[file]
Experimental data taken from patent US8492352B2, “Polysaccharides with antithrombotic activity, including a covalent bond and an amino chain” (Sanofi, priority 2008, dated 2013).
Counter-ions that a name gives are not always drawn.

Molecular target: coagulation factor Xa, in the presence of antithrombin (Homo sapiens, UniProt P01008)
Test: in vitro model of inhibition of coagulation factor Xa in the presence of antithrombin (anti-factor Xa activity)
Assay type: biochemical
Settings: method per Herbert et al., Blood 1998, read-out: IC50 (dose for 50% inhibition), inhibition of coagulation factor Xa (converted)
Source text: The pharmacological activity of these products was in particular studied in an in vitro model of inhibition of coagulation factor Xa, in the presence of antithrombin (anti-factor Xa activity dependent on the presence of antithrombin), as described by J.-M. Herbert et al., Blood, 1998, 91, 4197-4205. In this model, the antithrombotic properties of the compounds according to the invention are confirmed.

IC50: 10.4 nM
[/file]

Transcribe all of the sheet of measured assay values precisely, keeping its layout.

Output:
Experimental data taken from patent US8492352B2, “Polysaccharides with antithrombotic activity, including a covalent bond and an amino chain” (Sanofi, priority 2008, dated 2013).
Counter-ions that a name gives are not always drawn.

Molecular target: coagulation factor Xa, in the presence of antithrombin (Homo sapiens, UniProt P01008)
Test: in vitro model of inhibition of coagulation factor Xa in the presence of antithrombin (anti-factor Xa activity)
Assay type: biochemical
Settings: method per Herbert et al., Blood 1998, read-out: IC50 (dose for 50% inhibition), inhibition of coagulation factor Xa (converted)
Source text: The pharmacological activity of these products was in particular studied in an in vitro model of inhibition of coagulation factor Xa, in the presence of antithrombin (anti-factor Xa activity dependent on the presence of antithrombin), as described by J.-M. Herbert et al., Blood, 1998, 91, 4197-4205. In this model, the antithrombotic properties of the compounds according to the invention are confirmed.

IC50: 10.4 nM